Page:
Beat-to-beat heart rate and QT variability in patients with congestive cardiac failure: Blunted response to orthostatic challenge

Nagaraj Desai, D. S. Raghunandan, Mallika Mallavarapu, Ronald D. Berger, Vikram K. Yeragani

Research output: Contribution to journalArticlepeer-review

24 Scopus citations


Background: Congestive cardiac failure is associated with increased sympathetic activity and impaired baroreflex function. We sought to test the hypothesis that these patients also have blunted response of beat-to-beat QT interval variability during orthostatic challenge. Methods: We compared beat-to-beat heart rate and QT interval data in 17 patients with congestive cardiac failure and 17 age-matched normal controls in supine normal breathing, supine controlled breathing, and standing controlled breathing conditions. The ECG data were acquired in lead II configuration at a sampling rate of 1000 Hz. Results: Supine controlled breathing was associated with an increase in spectral HF power (0.15-0.5 Hz) of HR and QT interval time series compared to spontaneous breathing condition only in controls. While there were significant changes in HR, HR LF power, HR LF/HF ratios, and QT variability measures in standing posture in controls, there were no such changes in patients. Conclusions: This impairment of postural changes of HR variability is most likely due to an impaired baroreceptor function in patients with congestive heart failure. The etiology of this is likely due to an increased cardiac sympathetic and a decreased vagal function. However, the relationship of postural changes in beat-to-beat QT interval variability and baroreflex need further investigation.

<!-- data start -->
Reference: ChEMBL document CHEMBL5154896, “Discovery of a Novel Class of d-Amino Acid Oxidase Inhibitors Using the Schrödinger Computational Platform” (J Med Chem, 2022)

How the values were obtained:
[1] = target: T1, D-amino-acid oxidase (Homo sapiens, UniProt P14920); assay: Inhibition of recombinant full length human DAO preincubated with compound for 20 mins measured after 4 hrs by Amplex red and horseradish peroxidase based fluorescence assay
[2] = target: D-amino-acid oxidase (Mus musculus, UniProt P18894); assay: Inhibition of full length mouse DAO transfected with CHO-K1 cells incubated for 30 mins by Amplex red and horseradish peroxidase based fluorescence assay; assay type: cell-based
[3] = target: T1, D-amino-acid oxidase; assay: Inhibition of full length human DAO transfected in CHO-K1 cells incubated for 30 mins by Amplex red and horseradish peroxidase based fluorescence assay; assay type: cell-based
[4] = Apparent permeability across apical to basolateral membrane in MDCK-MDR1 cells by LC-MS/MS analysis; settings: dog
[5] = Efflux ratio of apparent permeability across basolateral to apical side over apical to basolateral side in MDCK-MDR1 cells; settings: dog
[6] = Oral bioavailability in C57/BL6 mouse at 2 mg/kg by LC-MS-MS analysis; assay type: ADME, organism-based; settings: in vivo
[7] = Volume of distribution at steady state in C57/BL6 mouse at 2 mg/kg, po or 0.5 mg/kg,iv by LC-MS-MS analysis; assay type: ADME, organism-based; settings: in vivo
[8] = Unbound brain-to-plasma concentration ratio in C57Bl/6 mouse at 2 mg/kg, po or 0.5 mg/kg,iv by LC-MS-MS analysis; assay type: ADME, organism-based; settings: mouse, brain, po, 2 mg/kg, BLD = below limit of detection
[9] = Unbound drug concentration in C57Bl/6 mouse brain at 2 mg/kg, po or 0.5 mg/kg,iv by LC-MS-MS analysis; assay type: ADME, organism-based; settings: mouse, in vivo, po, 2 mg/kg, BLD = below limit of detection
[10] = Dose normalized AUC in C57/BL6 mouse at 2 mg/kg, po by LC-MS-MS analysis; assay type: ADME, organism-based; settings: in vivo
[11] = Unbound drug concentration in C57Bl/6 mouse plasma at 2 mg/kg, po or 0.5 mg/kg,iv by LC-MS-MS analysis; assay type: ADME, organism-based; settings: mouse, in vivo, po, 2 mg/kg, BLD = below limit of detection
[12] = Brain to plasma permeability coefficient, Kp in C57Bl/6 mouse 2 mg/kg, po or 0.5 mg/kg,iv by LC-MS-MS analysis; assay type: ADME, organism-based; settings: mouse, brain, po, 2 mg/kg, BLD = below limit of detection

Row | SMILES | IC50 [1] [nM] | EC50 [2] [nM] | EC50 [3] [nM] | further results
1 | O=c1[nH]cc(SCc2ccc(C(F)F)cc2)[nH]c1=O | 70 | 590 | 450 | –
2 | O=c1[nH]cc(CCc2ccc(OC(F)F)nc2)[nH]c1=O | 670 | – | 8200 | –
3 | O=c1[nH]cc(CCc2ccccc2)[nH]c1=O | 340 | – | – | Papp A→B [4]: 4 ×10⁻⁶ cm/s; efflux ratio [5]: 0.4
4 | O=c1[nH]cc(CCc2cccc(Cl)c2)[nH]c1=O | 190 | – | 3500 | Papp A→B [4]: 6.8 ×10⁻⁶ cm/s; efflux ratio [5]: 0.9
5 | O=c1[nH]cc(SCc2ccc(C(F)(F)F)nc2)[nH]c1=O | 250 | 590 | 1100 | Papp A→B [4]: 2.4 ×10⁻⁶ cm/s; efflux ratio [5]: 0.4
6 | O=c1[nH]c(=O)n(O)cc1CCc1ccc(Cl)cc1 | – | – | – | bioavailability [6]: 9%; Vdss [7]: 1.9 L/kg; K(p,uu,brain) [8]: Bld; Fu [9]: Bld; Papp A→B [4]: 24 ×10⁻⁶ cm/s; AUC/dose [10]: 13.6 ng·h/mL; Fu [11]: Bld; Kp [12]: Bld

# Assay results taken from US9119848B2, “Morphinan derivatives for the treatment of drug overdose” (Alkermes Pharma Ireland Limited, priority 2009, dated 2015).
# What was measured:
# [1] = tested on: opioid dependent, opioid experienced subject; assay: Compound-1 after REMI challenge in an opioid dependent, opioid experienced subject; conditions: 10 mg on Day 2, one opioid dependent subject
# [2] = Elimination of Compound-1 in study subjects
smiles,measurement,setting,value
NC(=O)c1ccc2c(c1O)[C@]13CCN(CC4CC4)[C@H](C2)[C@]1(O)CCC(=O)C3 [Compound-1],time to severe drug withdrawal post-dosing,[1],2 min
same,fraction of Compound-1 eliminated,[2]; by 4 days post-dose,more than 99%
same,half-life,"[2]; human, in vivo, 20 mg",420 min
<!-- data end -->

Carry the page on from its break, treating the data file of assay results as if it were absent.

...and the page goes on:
Original languageEnglish (US)
Pages (from-to)323-329
Number of pages7
JournalAnnals of Noninvasive Electrocardiology
Issue number4
StatePublished - Oct 2004


  • Baroreflex
  • Cardiac mortality
  • Congestive heart failure
  • Heart rate variability
  • Posture
  • QT variability
  • Sympathetic
  • Vagal

ASJC Scopus subject areas

  • Cardiology and Cardiovascular Medicine
  • Physiology (medical)


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